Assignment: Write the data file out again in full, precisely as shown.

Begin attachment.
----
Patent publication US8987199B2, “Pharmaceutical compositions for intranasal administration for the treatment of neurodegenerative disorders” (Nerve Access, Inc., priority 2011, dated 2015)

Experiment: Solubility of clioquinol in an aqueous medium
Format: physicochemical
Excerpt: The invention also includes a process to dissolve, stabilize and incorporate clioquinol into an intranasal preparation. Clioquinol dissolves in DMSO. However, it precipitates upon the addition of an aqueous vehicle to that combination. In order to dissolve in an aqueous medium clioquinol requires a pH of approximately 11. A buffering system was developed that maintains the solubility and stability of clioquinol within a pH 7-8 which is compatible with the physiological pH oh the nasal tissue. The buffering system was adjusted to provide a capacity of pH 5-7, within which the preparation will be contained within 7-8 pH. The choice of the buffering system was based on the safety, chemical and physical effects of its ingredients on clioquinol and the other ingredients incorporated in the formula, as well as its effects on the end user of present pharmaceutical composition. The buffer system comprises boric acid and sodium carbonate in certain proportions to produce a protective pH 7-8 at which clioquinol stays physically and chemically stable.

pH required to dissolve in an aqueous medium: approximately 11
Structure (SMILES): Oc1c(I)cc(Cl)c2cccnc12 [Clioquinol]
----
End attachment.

Patent publication US8987199B2, “Pharmaceutical compositions for intranasal administration for the treatment of neurodegenerative disorders” (Nerve Access, Inc., priority 2011, dated 2015)

Experiment: Solubility of clioquinol in an aqueous medium
Format: physicochemical
Excerpt: The invention also includes a process to dissolve, stabilize and incorporate clioquinol into an intranasal preparation. Clioquinol dissolves in DMSO. However, it precipitates upon the addition of an aqueous vehicle to that combination. In order to dissolve in an aqueous medium clioquinol requires a pH of approximately 11. A buffering system was developed that maintains the solubility and stability of clioquinol within a pH 7-8 which is compatible with the physiological pH oh the nasal tissue. The buffering system was adjusted to provide a capacity of pH 5-7, within which the preparation will be contained within 7-8 pH. The choice of the buffering system was based on the safety, chemical and physical effects of its ingredients on clioquinol and the other ingredients incorporated in the formula, as well as its effects on the end user of present pharmaceutical composition. The buffer system comprises boric acid and sodium carbonate in certain proportions to produce a protective pH 7-8 at which clioquinol stays physically and chemically stable.

pH required to dissolve in an aqueous medium: approximately 11
Structure (SMILES): Oc1c(I)cc(Cl)c2cccnc12 [Clioquinol]